Monday, October 15, 2018

Think Strategically: Restructuring government can be stormy

By on April 6, 2018

Editor’s note: The following was originally published in the April 5-11 print edition of Caribbean Business.

All in a Stormy night: Trump and his moral compass

In a recent interview on “60 Minutes” with Anderson Cooper, Stephanie Clifford, also known as Stormy Daniels, broke the news of her alleged 2006 affair with now-President Donald J. Trump. Alleging she may risk hefty fines for violating a $100,000-plus silent agreement, she went on camera to discuss the time she and Trump had an intimate relationship together. She allegedly has also been threatened to remain quiet about the affair.

The “60 Minutes” exposé is by far the most widely publicized interview Daniels has provided about the alleged affair with the President. Cooper, a reporter who digs down for more depth in the interview, was seeking the truth about probably one of the most scandalous situations any President since Bill Clinton has faced.

During the interview, it was alleged Daniels attempted to sell her story in 2011, and was offered $15,000 from a magazine that eventually reneged.

So far, the Trump White House has denied any affair ever happened, and just hours before the “60 Minutes” episode was to air, the President and First Lady opted to be in different parts of the U.S.

The interview comes despite a $130,000 nondisclosure agreement and the possibility of a fine of up to $1 million. The alleged affair adds more fuel to the Special Prosecutor’s inquiry in Washington, which has the Trump administration scrambling. Cooper also interviewed Howard Dean, former Vermont governor and a past chair of the Democratic National Committee, who said the President “can’t grasp that the office is about all [U.S.] Americans, not only about his side [of the story].”

In a tweet, Dean stated, “This is the biggest reason Trump’s presidency is a complete failure.”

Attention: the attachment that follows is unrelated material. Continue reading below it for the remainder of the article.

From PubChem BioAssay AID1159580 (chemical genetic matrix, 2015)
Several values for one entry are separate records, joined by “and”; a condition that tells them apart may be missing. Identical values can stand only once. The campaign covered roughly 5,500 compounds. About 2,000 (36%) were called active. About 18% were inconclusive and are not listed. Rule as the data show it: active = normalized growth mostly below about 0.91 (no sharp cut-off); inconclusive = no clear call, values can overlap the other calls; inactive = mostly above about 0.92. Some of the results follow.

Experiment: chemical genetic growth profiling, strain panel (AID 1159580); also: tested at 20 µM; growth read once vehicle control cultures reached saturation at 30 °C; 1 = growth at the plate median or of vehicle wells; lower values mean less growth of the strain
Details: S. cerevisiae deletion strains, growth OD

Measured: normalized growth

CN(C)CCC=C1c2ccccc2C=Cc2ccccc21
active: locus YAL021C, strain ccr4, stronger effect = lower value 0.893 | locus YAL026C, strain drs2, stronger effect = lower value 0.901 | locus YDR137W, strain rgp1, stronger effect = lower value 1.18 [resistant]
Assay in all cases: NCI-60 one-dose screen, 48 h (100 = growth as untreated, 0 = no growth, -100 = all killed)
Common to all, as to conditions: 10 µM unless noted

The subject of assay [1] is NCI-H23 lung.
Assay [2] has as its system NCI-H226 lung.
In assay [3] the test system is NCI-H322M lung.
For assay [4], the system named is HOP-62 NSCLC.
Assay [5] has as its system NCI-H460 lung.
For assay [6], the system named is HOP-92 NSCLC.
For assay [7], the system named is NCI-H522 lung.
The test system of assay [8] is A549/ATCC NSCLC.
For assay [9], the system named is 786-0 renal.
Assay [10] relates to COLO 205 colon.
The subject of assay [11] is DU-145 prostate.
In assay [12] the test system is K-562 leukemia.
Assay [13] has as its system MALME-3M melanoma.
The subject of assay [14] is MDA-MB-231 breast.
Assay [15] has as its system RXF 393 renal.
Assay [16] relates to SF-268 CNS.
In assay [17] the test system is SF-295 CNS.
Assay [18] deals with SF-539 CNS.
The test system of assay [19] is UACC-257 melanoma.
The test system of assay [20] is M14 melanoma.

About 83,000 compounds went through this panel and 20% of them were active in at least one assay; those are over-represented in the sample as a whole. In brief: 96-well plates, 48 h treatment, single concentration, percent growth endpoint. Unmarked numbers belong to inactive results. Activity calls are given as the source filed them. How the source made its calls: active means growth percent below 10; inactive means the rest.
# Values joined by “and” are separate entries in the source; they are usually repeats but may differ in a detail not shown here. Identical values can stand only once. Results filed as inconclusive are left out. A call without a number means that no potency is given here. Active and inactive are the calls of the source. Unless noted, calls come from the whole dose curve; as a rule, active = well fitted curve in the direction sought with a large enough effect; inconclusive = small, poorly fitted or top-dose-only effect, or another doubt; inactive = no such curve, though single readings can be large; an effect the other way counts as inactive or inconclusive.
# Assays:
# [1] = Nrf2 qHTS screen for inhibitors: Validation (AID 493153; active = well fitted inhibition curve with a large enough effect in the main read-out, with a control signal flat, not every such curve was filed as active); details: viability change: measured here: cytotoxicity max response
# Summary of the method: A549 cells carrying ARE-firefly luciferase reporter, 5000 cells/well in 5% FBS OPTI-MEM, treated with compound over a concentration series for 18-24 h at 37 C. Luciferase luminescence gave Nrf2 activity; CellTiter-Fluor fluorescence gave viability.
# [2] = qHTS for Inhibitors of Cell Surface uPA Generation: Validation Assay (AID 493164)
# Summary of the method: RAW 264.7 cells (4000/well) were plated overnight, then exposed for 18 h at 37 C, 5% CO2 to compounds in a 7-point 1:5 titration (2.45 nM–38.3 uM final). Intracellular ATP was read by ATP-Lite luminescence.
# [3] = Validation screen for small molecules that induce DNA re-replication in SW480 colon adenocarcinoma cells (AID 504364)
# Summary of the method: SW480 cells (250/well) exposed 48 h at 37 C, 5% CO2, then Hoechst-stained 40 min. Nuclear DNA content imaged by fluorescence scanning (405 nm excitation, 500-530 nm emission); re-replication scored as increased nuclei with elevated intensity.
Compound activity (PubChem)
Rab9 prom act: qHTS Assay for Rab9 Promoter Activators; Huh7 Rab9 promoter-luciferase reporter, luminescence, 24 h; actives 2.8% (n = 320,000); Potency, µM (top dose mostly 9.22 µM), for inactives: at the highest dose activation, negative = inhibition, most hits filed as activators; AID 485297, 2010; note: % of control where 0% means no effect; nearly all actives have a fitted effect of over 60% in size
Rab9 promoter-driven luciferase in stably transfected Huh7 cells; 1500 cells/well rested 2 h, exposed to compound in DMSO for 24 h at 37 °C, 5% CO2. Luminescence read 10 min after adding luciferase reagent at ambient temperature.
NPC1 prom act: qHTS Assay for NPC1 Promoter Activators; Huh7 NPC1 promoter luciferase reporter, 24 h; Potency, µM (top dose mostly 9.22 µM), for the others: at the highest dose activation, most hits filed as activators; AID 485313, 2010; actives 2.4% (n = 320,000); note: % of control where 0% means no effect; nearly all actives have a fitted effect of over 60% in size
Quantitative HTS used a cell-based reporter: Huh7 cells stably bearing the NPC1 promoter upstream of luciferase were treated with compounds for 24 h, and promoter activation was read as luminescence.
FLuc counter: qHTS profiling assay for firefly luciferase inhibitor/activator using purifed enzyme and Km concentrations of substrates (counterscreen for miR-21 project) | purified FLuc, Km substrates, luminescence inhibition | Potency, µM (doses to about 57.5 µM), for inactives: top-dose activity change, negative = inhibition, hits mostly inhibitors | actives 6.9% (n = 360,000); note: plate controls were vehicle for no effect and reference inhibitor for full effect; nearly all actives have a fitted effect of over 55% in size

Congress approves $1.3 trillion budget

The U.S. House and Senate approved funding for the full fiscal year, which ends Sept. 30, 2018. A budget bill as large as this $1.3 trillion giant, at more than 2,000 pages, always adds a wide variety of issues. Below are some of the inclusions and exclusions in the budget:

  • Defense spending increases by $78 billion
  • Soldiers pay increases 2.4 percent
  • Improvements to school safety and gun background checks
  • Agricultural business relief via grain provision
  • States to receive money for state elections
  • $5 billion to help combat opioid crisis
  • Deferred Action for Childhood Arrivals (DACA) was not extended
  • Zero funds for President’s Mexican border wall
  • Zero subsidies for Obamacare
  • Infrastructure funding not increased
  • Trade war remains real threat.

The $1.3 trillion budget was designed to allow Congress to concentrate on midterm elections and seek the best possible outcome for each party. The final count mostly depends on congressional decisions over the coming months.

Final Word: The new 2018 Fiscal Plan

The Government of Puerto Rico presented its updated 2018 Fiscal Plan, which includes the following goals:

  • Establishes a new Government that facilitates and implements strategies to achieve sustainable economic growth.
  • Develops an educated, healthy, productive and vibrant society that is observant of law, order and integrity.
  • Establishes effective, efficient and responsible Government policies and practices that remain sensitive to Puerto Rico’s needs.
  • Incorporates practices and operations based on scientific- and performance-based models.

The fiscal plan calls for objectives that include: